United Faculty of Florida-Florida Atlantic University Chapter
September 1, 2012. Welcome back to the Idea Factory! What’s on the horizon for FAU faculty this coming fall.
Welcome back to the Idea Factory. The distant metallic sound you might hear is the sharpening of knives by some of our state overlords in Tallahassee in the hopes of gutting public education and unions once and for all. Our governor established a Blue Ribbon Task Force on State Higher Education Reform in May. According to the Tampa Bay Times, the panel’s main task is “to identify ways to make the state’s higher education systems more efficient.” This euphemism of “efficiency” hangs in the air like a toxic cloud barely covering the cost-cutting and privatizing of public education that lurks beneath it. We have seen efficiency at work in inflating class caps, gouging students for higher tuitions, increasing course loads, questioning the viability of tenure, and demonizing faculty and faculty unions.
We expect to see anti-union legislation making the rounds in Tallahassee again this year. Two bills likely to appear this year will eliminate payroll deduction of union dues and also decertify unions with less than 50% membership. At FAU we are currently hovering at 40%. We need to make our numbers 50% by the end of the academic year so that faculty can be adequately represented on the campus and within the state. You can print a union membership form at the bottom of the webpage: http://www.uff-fau.org/?p=16. Send it to Chris Robé CU 214 on the Boca campus.
On the state level, UFF’s lawsuit (through our affiliate, the Florida Education Association) regarding the 3% FRS deduction will be going before the state supreme court this fall. Although the defendants wanted to drag the case out, our attorneys fast-tracked it to the supreme court since we won an overwhelmingly positive verdict from a circuit court judge who decreed the deduction unconstitutional. If we win the following case, a challenge to the 2.5% ORP deduction is soon to follow. Remember, your union dues help pay for actions like this that protect your paycheck.
On the campus level, we have been bargaining since spring. More details are available on the flip-side of this broadsheet regarding our process. Some issues we have stressed are raises/equity (as always), parental leave, partner benefits, and promotional raises for instructors and lecturers.
Also, after receiving numerous complaints from faculty regarding internal SACS accreditation, UFF-FAU has compiled a report based on faculty comments and submitted it to the provost and others in charge of SACS accreditation on August 14. We are waiting to hear back from them to schedule a meeting regarding our concerns and recommendations. You can read the report on the UFF-FAU website (www.uff-fau.org).
The instructor/lecturer promotional structure has now been put in place. Your departments/schools should have determined the criteria for promotion last spring. If they have not, please let us know. UFF-FAU has contacted the provost to determine submission deadlines for instructor/lecturer promotional materials. We are still awaiting an answer. We will let you know as soon as we hear back from them. Also, we would like to hold a workshop for all instructors/lecturers going up for promotion this year this fall, depending upon the due date of materials.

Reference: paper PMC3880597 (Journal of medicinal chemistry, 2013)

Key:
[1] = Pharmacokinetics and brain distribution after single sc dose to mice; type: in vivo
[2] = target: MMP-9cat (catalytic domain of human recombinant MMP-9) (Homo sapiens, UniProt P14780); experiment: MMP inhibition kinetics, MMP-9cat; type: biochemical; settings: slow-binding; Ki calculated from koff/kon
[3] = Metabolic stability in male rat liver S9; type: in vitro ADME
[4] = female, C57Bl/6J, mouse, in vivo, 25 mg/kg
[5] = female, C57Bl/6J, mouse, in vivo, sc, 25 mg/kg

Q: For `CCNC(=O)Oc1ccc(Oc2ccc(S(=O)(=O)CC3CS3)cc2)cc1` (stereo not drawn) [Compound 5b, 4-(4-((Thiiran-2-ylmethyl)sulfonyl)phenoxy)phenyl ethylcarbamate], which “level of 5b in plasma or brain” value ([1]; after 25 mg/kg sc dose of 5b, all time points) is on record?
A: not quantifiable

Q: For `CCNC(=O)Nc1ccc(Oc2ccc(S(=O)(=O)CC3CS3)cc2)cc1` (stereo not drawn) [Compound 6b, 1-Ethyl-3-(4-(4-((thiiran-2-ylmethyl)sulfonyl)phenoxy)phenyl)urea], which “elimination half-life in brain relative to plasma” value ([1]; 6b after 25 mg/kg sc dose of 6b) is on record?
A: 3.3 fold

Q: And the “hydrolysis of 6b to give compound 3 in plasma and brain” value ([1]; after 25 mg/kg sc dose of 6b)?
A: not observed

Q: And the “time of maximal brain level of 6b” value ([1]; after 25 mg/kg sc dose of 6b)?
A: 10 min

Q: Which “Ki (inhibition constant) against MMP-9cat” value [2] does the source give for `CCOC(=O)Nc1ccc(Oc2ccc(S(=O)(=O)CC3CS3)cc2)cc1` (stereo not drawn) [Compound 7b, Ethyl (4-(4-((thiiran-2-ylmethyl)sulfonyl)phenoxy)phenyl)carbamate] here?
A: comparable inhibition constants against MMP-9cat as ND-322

The UFF-FAU new faculty luncheon will be held in the Board of Trustees’ Room (3rd floor Administration Building) on September 14, 11:30-1:30 PM. This is open to all faculty. We encourage you to bring new faculty and/or non-union members to the luncheon. UFF-FAU will update you on our actions as well as answer any questions you might have. Also, the statewide UFF Senate will be held in Tampa on September 22-23. This is open to all UFF senators, bargaining team members, and EC members. It serves as a valuable forum to network with other UFF chapters to compare issues and concerns.
UFF-FAU wants to hold a speaker series each semester. We are looking for faculty input on who to invite. The talks can range from pragmatic matters (e.g. “What are my retirement benefits?”) to broader concerns (e.g. “How is public education being eviscerated?”). Please email your suggestions to president(at)uff-fau.org.
We will also be releasing the administrative survey in the next few weeks. Be on the lookout.
Finally, we are always looking for faculty to get involved. Half of the union’s task is advocating on behalf of the faculty’s collective interests. But this advocacy becomes hollow if we don’t have faculty actively supporting the union by getting involved. The first step is joining. But the next step is participating in the union with whatever unique skills you possess. We can always use more bargainers, grievance representatives, recruiters, writers, artists, mathematicians, and the like. You can dedicate as much or as little time as you have available. But dedicating some time is of the utmost importance.
Since we would like to have our union density over 50% by the end of this academic year, we need faculty who are willing to recruit: going to other faculty offices and speaking to colleagues about their concerns and how they intersect with union goals. Please write to me at president(at)uff-fau.org if you are interested. If we have enough people interested, we will hold a recruiting workshop this fall. Look forward to seeing you soon!
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